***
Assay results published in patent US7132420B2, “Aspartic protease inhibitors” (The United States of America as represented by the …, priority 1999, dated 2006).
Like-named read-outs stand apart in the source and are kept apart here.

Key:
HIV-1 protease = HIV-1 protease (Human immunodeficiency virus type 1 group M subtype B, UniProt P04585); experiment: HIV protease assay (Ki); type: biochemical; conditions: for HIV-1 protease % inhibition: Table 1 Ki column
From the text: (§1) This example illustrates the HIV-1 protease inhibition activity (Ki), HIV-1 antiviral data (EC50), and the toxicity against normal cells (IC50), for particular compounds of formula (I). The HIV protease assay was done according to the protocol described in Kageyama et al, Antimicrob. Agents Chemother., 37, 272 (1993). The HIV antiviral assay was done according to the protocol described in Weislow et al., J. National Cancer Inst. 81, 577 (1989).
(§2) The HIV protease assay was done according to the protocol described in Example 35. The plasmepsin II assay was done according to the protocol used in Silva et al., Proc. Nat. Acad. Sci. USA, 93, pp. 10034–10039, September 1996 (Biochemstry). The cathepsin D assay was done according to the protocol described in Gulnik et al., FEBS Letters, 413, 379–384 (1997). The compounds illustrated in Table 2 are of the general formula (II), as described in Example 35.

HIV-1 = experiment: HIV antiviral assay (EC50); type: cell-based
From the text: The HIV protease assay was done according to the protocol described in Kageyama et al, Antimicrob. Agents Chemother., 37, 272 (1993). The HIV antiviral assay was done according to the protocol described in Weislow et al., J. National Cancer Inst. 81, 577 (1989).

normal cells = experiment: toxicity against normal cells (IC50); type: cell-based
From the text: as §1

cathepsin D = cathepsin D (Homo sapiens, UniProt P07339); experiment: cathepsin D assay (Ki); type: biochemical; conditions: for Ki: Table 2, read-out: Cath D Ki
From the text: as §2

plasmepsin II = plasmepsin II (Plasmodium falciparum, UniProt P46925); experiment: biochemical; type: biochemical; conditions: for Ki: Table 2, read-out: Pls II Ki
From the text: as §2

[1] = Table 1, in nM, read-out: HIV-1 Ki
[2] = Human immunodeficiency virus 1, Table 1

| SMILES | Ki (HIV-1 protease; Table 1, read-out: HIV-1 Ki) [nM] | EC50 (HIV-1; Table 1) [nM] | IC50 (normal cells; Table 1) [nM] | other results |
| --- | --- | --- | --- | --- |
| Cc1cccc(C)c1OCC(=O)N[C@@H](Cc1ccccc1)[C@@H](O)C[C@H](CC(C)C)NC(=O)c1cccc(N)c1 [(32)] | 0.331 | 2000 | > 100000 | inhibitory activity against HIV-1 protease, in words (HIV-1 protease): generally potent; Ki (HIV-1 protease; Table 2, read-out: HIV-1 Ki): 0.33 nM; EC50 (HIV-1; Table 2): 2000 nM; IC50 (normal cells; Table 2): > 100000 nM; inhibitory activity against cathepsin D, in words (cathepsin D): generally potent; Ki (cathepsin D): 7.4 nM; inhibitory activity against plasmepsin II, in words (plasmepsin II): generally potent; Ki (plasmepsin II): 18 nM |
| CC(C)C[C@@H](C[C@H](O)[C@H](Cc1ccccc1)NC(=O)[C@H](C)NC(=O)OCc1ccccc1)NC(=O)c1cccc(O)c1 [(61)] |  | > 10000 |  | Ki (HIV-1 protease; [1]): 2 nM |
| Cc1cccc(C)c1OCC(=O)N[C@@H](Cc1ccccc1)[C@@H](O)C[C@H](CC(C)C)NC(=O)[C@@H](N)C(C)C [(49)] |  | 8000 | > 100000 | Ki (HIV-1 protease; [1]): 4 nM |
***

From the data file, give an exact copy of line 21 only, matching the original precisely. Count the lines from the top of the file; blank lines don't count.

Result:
| Cc1cccc(C)c1OCC(=O)N[C@@H](Cc1ccccc1)[C@@H](O)C[C@H](CC(C)C)NC(=O)[C@@H](N)C(C)C [(49)] |  | 8000 | > 100000 | Ki (HIV-1 protease; [1]): 4 nM |